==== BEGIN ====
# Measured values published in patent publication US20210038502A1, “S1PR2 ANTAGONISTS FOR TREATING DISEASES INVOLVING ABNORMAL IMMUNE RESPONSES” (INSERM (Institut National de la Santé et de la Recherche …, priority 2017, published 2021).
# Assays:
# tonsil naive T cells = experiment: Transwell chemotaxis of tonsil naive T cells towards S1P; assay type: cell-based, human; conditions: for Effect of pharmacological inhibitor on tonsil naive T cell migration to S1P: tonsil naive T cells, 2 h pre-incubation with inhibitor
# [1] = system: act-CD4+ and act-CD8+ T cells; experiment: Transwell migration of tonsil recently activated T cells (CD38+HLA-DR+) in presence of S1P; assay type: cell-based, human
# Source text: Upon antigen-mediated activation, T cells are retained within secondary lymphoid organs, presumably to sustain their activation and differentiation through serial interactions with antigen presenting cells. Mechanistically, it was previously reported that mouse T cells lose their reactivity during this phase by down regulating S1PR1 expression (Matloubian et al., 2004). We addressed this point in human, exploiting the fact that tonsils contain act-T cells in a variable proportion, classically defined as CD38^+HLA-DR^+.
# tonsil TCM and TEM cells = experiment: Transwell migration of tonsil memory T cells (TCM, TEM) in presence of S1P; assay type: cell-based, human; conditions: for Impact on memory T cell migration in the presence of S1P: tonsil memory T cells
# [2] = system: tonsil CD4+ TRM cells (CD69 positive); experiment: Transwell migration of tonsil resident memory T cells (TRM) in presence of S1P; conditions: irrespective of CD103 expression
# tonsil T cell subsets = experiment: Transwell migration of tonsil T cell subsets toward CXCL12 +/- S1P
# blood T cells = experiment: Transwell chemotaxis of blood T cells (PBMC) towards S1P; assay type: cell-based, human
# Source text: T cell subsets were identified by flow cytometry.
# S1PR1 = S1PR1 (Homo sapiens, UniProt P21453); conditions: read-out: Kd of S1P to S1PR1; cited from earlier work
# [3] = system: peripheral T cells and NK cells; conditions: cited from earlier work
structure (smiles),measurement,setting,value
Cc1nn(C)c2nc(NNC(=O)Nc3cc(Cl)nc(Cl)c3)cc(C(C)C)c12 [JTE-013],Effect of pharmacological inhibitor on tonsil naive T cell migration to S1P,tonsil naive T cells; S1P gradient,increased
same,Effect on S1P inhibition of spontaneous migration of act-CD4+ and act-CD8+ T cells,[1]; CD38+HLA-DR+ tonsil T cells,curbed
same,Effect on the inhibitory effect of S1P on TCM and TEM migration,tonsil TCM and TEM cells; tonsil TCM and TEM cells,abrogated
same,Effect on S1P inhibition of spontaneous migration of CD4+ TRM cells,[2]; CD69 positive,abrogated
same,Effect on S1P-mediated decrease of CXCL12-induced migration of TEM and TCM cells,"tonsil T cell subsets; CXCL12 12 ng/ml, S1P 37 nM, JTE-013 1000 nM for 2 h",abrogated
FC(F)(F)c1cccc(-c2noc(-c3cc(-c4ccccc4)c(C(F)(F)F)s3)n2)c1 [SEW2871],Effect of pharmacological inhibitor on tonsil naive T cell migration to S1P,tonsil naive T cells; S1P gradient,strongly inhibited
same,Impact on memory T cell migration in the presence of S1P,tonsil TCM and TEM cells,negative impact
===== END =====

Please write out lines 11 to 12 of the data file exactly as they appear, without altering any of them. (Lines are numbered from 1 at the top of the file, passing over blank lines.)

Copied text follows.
# S1PR1 = S1PR1 (Homo sapiens, UniProt P21453); conditions: read-out: Kd of S1P to S1PR1; cited from earlier work
# [3] = system: peripheral T cells and NK cells; conditions: cited from earlier work